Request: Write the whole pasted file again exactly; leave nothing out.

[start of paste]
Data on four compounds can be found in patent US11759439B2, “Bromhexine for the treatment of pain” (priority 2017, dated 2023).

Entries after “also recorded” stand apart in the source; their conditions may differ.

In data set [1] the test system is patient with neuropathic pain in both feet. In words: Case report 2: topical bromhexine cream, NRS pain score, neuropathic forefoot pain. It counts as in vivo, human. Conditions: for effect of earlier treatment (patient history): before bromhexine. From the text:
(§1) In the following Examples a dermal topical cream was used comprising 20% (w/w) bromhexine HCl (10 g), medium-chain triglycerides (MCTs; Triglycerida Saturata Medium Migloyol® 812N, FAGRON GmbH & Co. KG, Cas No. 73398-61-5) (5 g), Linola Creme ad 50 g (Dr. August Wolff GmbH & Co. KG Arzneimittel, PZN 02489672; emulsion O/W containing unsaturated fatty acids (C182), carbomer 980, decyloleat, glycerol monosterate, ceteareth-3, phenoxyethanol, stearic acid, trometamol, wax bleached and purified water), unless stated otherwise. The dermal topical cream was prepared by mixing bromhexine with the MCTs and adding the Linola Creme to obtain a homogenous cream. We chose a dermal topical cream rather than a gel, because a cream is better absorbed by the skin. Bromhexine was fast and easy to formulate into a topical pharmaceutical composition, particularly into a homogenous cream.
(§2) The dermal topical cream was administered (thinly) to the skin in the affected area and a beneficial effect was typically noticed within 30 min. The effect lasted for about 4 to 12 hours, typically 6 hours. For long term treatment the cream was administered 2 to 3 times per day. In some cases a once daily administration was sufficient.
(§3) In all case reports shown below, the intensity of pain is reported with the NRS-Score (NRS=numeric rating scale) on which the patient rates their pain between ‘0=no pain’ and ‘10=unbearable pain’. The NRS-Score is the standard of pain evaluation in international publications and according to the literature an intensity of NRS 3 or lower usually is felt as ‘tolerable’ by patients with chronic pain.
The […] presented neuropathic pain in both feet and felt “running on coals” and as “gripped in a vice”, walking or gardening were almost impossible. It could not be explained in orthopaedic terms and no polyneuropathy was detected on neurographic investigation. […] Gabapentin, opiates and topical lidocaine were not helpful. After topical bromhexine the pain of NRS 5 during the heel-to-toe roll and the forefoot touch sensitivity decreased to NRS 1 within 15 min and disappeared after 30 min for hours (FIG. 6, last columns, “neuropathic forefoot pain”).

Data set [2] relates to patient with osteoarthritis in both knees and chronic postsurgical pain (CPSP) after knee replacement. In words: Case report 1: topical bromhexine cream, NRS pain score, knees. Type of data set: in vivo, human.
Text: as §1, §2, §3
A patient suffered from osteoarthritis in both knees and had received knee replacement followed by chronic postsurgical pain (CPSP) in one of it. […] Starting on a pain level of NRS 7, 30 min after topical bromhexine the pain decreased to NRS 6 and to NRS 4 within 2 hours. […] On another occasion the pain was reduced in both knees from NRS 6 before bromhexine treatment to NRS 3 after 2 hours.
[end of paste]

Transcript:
Data on four compounds can be found in patent US11759439B2, “Bromhexine for the treatment of pain” (priority 2017, dated 2023).

Entries after “also recorded” stand apart in the source; their conditions may differ.

In data set [1] the test system is patient with neuropathic pain in both feet. In words: Case report 2: topical bromhexine cream, NRS pain score, neuropathic forefoot pain. It counts as in vivo, human. Conditions: for effect of earlier treatment (patient history): before bromhexine. From the text:
(§1) In the following Examples a dermal topical cream was used comprising 20% (w/w) bromhexine HCl (10 g), medium-chain triglycerides (MCTs; Triglycerida Saturata Medium Migloyol® 812N, FAGRON GmbH & Co. KG, Cas No. 73398-61-5) (5 g), Linola Creme ad 50 g (Dr. August Wolff GmbH & Co. KG Arzneimittel, PZN 02489672; emulsion O/W containing unsaturated fatty acids (C182), carbomer 980, decyloleat, glycerol monosterate, ceteareth-3, phenoxyethanol, stearic acid, trometamol, wax bleached and purified water), unless stated otherwise. The dermal topical cream was prepared by mixing bromhexine with the MCTs and adding the Linola Creme to obtain a homogenous cream. We chose a dermal topical cream rather than a gel, because a cream is better absorbed by the skin. Bromhexine was fast and easy to formulate into a topical pharmaceutical composition, particularly into a homogenous cream.
(§2) The dermal topical cream was administered (thinly) to the skin in the affected area and a beneficial effect was typically noticed within 30 min. The effect lasted for about 4 to 12 hours, typically 6 hours. For long term treatment the cream was administered 2 to 3 times per day. In some cases a once daily administration was sufficient.
(§3) In all case reports shown below, the intensity of pain is reported with the NRS-Score (NRS=numeric rating scale) on which the patient rates their pain between ‘0=no pain’ and ‘10=unbearable pain’. The NRS-Score is the standard of pain evaluation in international publications and according to the literature an intensity of NRS 3 or lower usually is felt as ‘tolerable’ by patients with chronic pain.
The […] presented neuropathic pain in both feet and felt “running on coals” and as “gripped in a vice”, walking or gardening were almost impossible. It could not be explained in orthopaedic terms and no polyneuropathy was detected on neurographic investigation. […] Gabapentin, opiates and topical lidocaine were not helpful. After topical bromhexine the pain of NRS 5 during the heel-to-toe roll and the forefoot touch sensitivity decreased to NRS 1 within 15 min and disappeared after 30 min for hours (FIG. 6, last columns, “neuropathic forefoot pain”).

Data set [2] relates to patient with osteoarthritis in both knees and chronic postsurgical pain (CPSP) after knee replacement. In words: Case report 1: topical bromhexine cream, NRS pain score, knees. Type of data set: in vivo, human.
Text: as §1, §2, §3
A patient suffered from osteoarthritis in both knees and had received knee replacement followed by chronic postsurgical pain (CPSP) in one of it. […] Starting on a pain level of NRS 7, 30 min after topical bromhexine the pain decreased to NRS 6 and to NRS 4 within 2 hours. […] On another occasion the pain was reduced in both knees from NRS 6 before bromhexine treatment to NRS 3 after 2 hours.